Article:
In recent years, thousands of consumers have filed lawsuits alleging a link between talc-based cosmetic products and ovarian cancer and other illnesses. If you're considering a legal claim over harm caused by a popular product like Johnson's® Baby Powder, one concern might be whether you'll need to testify. The short answer is probably yes. But when and where?
There are usually two potential times when a plaintiff (the person filing a talc-asbestos lawsuit) will need to testify. The first is during discovery, when the defendant (typically a talc product manufacturer like Johnson & Johnson) asks to take the plaintiff's deposition. The second potential setting for the plaintiff's testimony is during trial.
A deposition is a live question-and-answer session in which a person (whether a party to a lawsuit or a witness) answers questions under oath. In a talc-asbestos case, the defendant manufacturer (usually through a team of attorneys) will want to take a plaintiff's deposition for a number of reasons, including:
Most talc-asbestos cases reach settlement, so it's rare for these kinds of lawsuits to reach the trial stage. And a plaintiff is not legally required to testify at trial, but it's usually expected. When a plaintiff doesn't testify, the judge or jury deciding the case might assume there's a weakness in the plaintiff's evidence or something he or she is trying to hide. But more importantly, a plaintiff's testimony can be very compelling, especially to a juror. Almost no other piece of evidence from the plaintiff can convey the extent of the harm and other losses the plaintiff has experienced.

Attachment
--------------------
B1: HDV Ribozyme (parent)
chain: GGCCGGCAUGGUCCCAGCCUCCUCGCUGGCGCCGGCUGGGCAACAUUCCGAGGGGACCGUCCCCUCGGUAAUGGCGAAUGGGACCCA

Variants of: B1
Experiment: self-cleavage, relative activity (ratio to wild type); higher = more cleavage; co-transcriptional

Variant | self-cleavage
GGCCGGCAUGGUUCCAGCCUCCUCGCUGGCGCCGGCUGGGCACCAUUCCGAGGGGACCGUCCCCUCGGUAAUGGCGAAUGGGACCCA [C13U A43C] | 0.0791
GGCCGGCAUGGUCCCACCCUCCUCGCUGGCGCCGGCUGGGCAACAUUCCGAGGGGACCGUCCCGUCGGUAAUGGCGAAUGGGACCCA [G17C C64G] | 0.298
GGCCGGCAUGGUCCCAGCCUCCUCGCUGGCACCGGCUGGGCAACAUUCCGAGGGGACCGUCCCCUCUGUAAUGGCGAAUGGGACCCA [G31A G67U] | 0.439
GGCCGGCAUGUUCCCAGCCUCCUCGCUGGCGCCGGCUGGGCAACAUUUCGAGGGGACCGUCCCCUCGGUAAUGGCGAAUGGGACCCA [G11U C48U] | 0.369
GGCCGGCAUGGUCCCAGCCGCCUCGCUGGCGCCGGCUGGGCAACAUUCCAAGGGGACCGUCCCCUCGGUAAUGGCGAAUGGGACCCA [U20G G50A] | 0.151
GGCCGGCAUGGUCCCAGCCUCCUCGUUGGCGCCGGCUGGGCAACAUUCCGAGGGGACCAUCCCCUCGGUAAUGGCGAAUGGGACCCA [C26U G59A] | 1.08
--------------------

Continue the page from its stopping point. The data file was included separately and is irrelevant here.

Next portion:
It's likely that the plaintiff will at least need to testify in a deposition. As mentioned above, most talc-asbestos cases reach settlement, but it's rare for any kind of resolution to take place before the two sides go through the information-gathering "discovery" process. A key tool in this process is the deposition. At a minimum, it will give the defendant an idea of what to expect from the plaintiff should they testify at trial.
While the plaintiff's deposition might not be as important as an expert witness's deposition in a talc-asbestos case, the defendant will want the opportunity to ask the plaintiff about a number of details related to the case, especially if the product manufacturer believes that:
The likelihood of a plaintiff testifying at trial is much lower, simply because there's little chance of a trial actually taking place. But when a talc-asbestos case does make it all the way to trial, the plaintiff's testimony will only improve his or her chances of winning, since:
If you're thinking about filing a lawsuit over cancer or some other health problem that might be caused by use of a talc-based product, you and your lawyer will work together to develop the best strategy for your case. Learn how to find the right attorney for you and your talc-asbestos case.